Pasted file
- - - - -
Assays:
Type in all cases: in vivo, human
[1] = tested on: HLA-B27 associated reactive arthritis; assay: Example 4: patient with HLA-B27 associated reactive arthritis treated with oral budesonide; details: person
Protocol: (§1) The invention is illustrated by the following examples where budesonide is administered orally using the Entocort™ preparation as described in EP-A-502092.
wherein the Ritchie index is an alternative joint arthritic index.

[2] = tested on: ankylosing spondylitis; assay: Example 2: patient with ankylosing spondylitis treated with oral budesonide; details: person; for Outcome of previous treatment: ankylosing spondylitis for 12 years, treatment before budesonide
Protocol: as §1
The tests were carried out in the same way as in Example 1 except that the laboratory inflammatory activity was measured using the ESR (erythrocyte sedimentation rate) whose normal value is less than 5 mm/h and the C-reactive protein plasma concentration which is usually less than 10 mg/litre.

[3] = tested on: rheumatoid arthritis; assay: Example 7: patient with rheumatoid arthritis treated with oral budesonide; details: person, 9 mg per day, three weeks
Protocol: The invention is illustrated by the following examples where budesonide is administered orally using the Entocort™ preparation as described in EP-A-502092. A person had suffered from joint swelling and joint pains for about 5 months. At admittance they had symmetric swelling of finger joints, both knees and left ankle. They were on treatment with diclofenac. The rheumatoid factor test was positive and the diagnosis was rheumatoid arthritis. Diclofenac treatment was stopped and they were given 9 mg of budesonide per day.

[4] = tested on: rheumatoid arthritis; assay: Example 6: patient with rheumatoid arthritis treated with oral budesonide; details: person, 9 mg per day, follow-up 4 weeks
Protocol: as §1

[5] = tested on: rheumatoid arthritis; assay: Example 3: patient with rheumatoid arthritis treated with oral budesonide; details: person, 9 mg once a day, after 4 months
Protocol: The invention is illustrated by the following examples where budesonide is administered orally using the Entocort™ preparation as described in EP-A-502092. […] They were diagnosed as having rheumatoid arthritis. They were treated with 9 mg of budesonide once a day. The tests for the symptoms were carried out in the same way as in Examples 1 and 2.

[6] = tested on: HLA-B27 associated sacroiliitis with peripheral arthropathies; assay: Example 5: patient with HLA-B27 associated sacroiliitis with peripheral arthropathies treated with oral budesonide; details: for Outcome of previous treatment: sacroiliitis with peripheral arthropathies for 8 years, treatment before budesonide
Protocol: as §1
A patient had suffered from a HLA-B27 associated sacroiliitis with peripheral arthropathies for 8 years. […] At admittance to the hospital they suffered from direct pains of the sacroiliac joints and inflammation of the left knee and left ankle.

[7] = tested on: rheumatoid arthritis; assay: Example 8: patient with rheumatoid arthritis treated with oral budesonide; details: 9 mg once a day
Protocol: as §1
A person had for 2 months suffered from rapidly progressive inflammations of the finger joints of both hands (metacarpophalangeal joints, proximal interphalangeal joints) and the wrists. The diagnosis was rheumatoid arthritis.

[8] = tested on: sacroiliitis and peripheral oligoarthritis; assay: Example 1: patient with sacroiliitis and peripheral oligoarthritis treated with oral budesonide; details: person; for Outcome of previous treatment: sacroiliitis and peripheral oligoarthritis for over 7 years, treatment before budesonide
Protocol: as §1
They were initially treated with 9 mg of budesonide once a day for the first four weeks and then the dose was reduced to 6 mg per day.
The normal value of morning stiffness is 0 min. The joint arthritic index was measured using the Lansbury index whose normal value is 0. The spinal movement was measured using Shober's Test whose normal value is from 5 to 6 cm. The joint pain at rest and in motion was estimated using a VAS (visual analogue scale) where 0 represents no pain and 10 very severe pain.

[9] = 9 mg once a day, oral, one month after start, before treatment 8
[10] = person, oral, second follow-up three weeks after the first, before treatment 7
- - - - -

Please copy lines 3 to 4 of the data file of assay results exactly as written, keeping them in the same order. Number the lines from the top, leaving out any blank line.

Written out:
[1] = tested on: HLA-B27 associated reactive arthritis; assay: Example 4: patient with HLA-B27 associated reactive arthritis treated with oral budesonide; details: person
Protocol: (§1) The invention is illustrated by the following examples where budesonide is administered orally using the Entocort™ preparation as described in EP-A-502092.